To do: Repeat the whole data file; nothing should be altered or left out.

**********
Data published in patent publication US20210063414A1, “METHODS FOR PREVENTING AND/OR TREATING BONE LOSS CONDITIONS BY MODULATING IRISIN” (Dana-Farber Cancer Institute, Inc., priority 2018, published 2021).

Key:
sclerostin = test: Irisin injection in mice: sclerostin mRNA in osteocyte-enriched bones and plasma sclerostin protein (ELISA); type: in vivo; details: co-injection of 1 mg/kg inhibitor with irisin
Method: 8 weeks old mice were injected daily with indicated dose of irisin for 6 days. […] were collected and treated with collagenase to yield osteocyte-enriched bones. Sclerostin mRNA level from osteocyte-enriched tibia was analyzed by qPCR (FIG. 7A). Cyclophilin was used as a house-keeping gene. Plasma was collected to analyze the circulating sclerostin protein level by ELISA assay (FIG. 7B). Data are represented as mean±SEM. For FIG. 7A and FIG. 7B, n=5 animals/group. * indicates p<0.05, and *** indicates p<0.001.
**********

Data published in patent publication US20210063414A1, “METHODS FOR PREVENTING AND/OR TREATING BONE LOSS CONDITIONS BY MODULATING IRISIN” (Dana-Farber Cancer Institute, Inc., priority 2018, published 2021).

Key:
sclerostin = test: Irisin injection in mice: sclerostin mRNA in osteocyte-enriched bones and plasma sclerostin protein (ELISA); type: in vivo; details: co-injection of 1 mg/kg inhibitor with irisin
Method: 8 weeks old mice were injected daily with indicated dose of irisin for 6 days. […] were collected and treated with collagenase to yield osteocyte-enriched bones. Sclerostin mRNA level from osteocyte-enriched tibia was analyzed by qPCR (FIG. 7A). Cyclophilin was used as a house-keeping gene. Plasma was collected to analyze the circulating sclerostin protein level by ELISA assay (FIG. 7B). Data are represented as mean±SEM. For FIG. 7A and FIG. 7B, n=5 animals/group. * indicates p<0.05, and *** indicates p<0.001.